By Mayor Jerome Prince
Earlier last week, as we all celebrated Independence Day, many lives were turned upside down by yet another mass shooting that took multiple lives in the Chicago area.
In my hometown of Gary, Indiana, there was another shooting late that night that injured seven people and killed three people, including my cousin, Marquise Hall.
He was 26.
Obviously, this hit home. Throughout my life, our community has struggled to reduce the violence that has plagued our community, but I’ve never had to describe a victim as a direct family member.
It hurts. It angers and frustrates me, just as it does when any family experiences this sort of tragedy. I will do everything I can to keep it from happening to someone else.
I have received many condolences from people across Northwest Indiana, the Chicagoland region and throughout the State of Indiana. I thank everyone who cared enough to think of my family in this trying time.
I’m sure every family that has been disrupted by this pain has felt the same way at some point. I pray for those families everyday.
Even before I became Mayor of Gary, I often stated public safety was my number one priority, and it still is. We are exploring and implementing various strategies everyday, and we are experiencing some positive results.
Recently, we teamed up with the Indiana State Police in an effort to restructure our police department, as well as garner additional resources to help us fight crime. I appreciate the support that we’ve received from Indiana Governor Eric Holcomb and Indiana State Police Superintendent Doug Carter.
In addition, we launched Operation Safe Zone, which ties surveillance video systems across the city directly to our Gary Police Department, as well as Thrive! Gary, an initiative that teaches violence prevention skills and techniques to our youngest citizens.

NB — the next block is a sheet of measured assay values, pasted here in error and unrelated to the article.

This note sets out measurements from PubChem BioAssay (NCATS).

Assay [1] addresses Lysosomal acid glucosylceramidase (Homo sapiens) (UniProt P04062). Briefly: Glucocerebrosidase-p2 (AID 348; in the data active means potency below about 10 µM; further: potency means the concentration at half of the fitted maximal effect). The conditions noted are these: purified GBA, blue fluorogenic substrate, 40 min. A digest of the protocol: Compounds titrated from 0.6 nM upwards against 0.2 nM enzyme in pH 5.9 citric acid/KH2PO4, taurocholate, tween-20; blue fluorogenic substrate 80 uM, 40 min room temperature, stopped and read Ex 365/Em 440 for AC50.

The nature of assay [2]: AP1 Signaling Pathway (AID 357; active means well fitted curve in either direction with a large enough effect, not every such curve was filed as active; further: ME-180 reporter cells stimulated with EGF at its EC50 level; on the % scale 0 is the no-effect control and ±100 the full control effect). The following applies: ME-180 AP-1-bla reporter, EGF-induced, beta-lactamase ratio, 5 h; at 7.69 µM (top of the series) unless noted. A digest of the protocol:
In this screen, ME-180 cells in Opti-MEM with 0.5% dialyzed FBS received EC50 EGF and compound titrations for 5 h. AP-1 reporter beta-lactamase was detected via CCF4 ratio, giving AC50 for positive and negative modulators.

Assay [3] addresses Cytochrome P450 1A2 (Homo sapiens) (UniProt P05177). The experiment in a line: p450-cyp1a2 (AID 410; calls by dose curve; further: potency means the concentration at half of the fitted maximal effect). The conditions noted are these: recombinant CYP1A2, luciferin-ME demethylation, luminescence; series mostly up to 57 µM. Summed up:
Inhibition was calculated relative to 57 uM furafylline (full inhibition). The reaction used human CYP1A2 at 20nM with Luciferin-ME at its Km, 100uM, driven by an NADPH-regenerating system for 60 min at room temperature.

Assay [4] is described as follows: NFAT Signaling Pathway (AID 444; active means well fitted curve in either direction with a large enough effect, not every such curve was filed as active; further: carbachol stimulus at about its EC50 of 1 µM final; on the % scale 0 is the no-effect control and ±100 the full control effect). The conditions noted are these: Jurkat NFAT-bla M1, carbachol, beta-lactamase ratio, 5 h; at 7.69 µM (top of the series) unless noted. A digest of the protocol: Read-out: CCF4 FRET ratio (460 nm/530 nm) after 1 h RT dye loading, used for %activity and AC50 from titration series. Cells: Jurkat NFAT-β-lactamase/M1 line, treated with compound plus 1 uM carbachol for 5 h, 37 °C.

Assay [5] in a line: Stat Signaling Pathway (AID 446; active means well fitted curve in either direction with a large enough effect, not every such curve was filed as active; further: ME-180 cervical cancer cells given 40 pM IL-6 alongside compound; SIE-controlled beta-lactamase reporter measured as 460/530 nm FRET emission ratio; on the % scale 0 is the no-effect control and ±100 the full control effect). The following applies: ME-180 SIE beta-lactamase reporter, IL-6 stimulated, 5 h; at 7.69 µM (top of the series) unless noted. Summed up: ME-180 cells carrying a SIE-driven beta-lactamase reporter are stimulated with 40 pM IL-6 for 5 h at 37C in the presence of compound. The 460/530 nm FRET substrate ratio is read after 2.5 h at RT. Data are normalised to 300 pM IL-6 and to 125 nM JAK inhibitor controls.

We’ve also continued the Gary 4 Life program, which is an effective violence intervention program for adults with troubled histories.
We have purchased more equipment for our police department, and we are doing everything we can to keep good officers working in our City.
As we attract job-creating economic development opportunities, we’ll offer our people well paying jobs and the hope that comes with them. When we improve our educational offerings, we’ll create more opportunities for young people to have professional careers. These things will make Gary stronger.
Even as we take immediate and long-term steps to make our Gary safer and stronger, we are fighting an uphill battle.
For example, Indiana House Enrolled Act 1296 went into effect this month, allowing most individuals to carry a firearm without a permit.
This will ultimately result in more guns on our streets. We do not need more guns on our streets. We have too many already.
We need to have stronger controls and a robust background check system at trade shows, including those on pubic property paid for with tax money.
We also need our Governor and the state legislature to make it possible to hire more police officers to protect our community from people who have a firearm and bad intentions.
We need to be reassured the state will back us up when we try to protect our community.
We don’t need others, who aren’t intimately familiar with our struggle, making decisions for us when they do not understand the consequences we face because of their decisions.
Let’s be clear. I believe in the 2nd Amendment to the U.S. Constitution. Responsible people who have undergone exhaustive background checks should be allowed to own guns, for personal safety or sport. But, at least give the community the extra protection of knowing who has the guns through a permitting process.
No, we cannot keep bad people with bad intentions from doing bad things, but, in light of what happened on our nation’s Independence Day, we have to ask a difficult question: If our friends and neighbors live in fear of bad people or poor decisions by state leaders, how free are we, really?